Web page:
Yoruba: The Sick Man Of Nigeria

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I borrowed the title of my article from the expression “sick man of Europe commonly referred to the Turkish Empire.” In the 19th century, it was believed that Turkey had fallen under the financial control of other nations. In the 1920s, Turkey was a typical Muslim hellhole with a long record of atrocities, ethnic cleansing, genocide, massacres, overwhelming and pernicious influence of Mullahs, inefficient government, bribery everywhere, and oppression of women.

The expression equally applies to Nigeria and of course Yoruba political space: corrupt and inefficient government, recklessness, lawlessness everywhere, failed system, corrupt judiciary and broken criminal justice system, brazen robbery and endless looting of the treasury, violence here and there, fear, panic, strife, grieve, by citizens from day and night marauders on our streets, our roads, and in our communities who kill at will. Unyielding overt and covert hostilities and tensions between the federating parts that will ultimately bring Nigeria into her knees.

It’s easy to hide from the fight for survival if the fight is mythic in scale. And at this particular time in our history, things feel apocalyptic. The Yoruba deal makers who made possible the merger and alliance of Action Congress of Nigeria (ACN) and Congress for Political Change (CPC) which became All Progressives Congress (APC) that produced Muhammadu Buhari as the president, have become cartoonishly immobilized  by playing second fiddle in national affairs particularly the future of Yoruba race vis-a-vis on-going debate on the possible breakup of Nigeria. The Hausas have made their position known on the breakup of Nigeria when the northern youths gave three-month ultimatum to Igbo to vacate their region. Similarly, Igbo people continues to agitate for Biafra. Only Yorubas among the three could not agree with one voice on where they stand on the future of Nigeria and most importantly, on the future of Oduduwa people.

The present makeup of Yoruba political leadership is populated by cowards. This is evident by its prevarication on the all important issue of whether or not Yoruba will stay or leave Nigeria. Their cowardice to stand up and articulate the fears and concerns of Yorubas as vocally expressed by the other two groups make Yoruba the sick man of Nigeria. Amazingly, Yoruba political leadership has not yet figured out how to respond to the issue. I believe they have two choices: they may either unify and rally Yorubas around a common cause, or express their support to one ungovernable, stunted, barbaric, primitive one Nigeria and see Yoruba dissolve into the political abyss.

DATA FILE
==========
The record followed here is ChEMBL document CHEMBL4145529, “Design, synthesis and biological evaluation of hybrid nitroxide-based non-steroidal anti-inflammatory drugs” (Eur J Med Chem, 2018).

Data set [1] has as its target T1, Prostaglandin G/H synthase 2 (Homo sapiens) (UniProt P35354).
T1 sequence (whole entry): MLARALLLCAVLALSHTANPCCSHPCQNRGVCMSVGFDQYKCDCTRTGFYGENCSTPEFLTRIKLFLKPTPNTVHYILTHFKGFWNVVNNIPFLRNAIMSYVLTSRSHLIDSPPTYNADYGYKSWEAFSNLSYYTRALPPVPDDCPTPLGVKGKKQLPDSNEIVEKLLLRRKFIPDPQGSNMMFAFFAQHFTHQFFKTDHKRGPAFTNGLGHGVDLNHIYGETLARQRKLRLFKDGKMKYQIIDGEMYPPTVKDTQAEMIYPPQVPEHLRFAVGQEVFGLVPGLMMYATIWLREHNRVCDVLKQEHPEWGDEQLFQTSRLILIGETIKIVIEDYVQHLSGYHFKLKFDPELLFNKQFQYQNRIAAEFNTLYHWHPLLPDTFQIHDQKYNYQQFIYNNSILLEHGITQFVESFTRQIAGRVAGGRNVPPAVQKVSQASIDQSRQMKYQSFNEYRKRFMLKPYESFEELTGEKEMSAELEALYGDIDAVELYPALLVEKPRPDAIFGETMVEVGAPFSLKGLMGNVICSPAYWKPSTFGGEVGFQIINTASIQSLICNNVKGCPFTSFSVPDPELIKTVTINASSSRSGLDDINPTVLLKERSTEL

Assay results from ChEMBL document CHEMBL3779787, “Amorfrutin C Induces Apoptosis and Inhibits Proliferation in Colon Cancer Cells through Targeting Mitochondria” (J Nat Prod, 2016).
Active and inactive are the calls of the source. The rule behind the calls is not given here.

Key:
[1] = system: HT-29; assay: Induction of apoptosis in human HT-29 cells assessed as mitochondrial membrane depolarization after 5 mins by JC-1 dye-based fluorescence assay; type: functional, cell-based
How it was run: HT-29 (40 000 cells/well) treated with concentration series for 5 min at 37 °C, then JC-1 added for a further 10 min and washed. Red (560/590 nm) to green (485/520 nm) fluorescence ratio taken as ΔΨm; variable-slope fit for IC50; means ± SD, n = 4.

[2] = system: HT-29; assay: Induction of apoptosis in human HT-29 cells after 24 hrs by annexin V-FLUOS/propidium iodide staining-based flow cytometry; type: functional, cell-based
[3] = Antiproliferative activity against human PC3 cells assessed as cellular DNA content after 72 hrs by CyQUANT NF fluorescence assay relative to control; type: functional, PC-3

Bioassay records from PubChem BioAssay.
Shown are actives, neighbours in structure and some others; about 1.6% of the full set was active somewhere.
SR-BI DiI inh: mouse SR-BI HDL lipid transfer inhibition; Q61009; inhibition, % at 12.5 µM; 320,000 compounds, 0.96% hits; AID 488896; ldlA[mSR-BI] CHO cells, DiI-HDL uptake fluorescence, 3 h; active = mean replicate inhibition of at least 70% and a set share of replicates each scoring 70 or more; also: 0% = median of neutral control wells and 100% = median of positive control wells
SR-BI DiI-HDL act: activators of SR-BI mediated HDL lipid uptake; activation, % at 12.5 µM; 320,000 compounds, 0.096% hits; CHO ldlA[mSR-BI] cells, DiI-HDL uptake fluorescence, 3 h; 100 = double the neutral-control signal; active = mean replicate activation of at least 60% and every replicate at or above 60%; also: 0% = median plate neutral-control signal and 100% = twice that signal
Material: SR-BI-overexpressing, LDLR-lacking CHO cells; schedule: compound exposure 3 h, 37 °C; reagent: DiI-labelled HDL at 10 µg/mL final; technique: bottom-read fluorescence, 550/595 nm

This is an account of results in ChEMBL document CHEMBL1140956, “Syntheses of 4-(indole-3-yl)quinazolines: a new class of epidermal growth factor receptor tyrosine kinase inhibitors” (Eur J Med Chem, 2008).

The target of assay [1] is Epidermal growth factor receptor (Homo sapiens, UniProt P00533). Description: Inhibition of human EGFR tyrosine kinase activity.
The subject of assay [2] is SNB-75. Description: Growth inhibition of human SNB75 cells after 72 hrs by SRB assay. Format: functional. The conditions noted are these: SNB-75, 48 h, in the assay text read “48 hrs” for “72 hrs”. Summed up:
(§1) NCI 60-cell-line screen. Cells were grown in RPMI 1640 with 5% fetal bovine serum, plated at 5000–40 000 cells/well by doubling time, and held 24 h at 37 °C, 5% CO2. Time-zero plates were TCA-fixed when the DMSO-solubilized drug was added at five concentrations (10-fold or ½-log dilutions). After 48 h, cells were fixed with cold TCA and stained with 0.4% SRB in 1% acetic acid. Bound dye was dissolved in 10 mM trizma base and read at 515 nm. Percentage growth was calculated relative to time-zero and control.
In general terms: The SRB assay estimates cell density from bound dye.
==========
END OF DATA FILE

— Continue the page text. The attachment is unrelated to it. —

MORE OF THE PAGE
This is not the time for Yoruba political leaders to play a wait-and-see game. As cowards, they are content to play the better of two evils without resistance when faced with a political dilemma. They have refused to move in the best interest of majority of Yorubas, too afraid to take a stand because it is politically expedient for them to drag their feet. There’s no person among them with the spine, the backbone, the moral constitution to convince other groups and their lackeys that Yorubas are more than forging political mergers, alliances, or alignment. They too can be resolute in determining their own fate and destiny.

It seems to me they need a deeper understanding of what the word  progressive means. Let me be clear: any leader or leaders who fail to take a stand on behalf of their people are not only sell-outs, but blindly  ignorant at best and flatly dangerous at worst. They are content to hope that time will present an advantageous opportunity to resist the coming breakup of Nigeria. They are content to hope that they can continue to operate as though business as usual will be enough. Yoruba people demands this is the time for the political leaders to abandon politics as usual, and act boldly and swiftly. The most basic resistance from them is to say no to one Nigeria where our people are impoverished, bed ridden by disease, joblessness, hopelessness, and paralyzed by fear and insecurity, and pinned to a cul-de-sac where the pursuit of happiness is impossible. They should refuse to play nicely, but protest with radical fervor any advances that do not favor our cause and course.

To me, the present Yoruba political leaders are not leaders built for leading, not built to protect the rights of our people, but only to protect their political spoils. By the time they wake up from their stupor, however, there may not even be a Nigeria left to save. They’ll only be able to thank their strategy of waiting for an opportune time to start resisting of being part a country that’s fast vanishing before their eyes. They will regret that they have not started their own movement and preparation for the inevitability a long time ago. May be now they can join the rest of us who want to live without wondering if we’ll ever survive this new hellhole they help put us in. The Yoruba leadership need to wake the hell up!

The cowardice of such leaders to declare their stand in unambiguous language will be an indelible and damning part of their legacy. But one thing I’m sure of : history doesn’t forget the noisy voices once the dust settles, the winners and losers. When our history is written, we’ll celebrate those who exhibited bravery, and we’ll decide the aggressively malignant. We’ll cheer the heroic. History tells us that leaders who let their people down at times like these are the ones who run and hide in the woods until the dust settles. Political self-preservation in dire circumstances is just about the same as cowardice.

We have a word for people who are dominated by fear. We call them cowards. J.R.R. Tolkien once wrote: “A man that flies from his fear may find that he has only taken a shortcut to meet it.”

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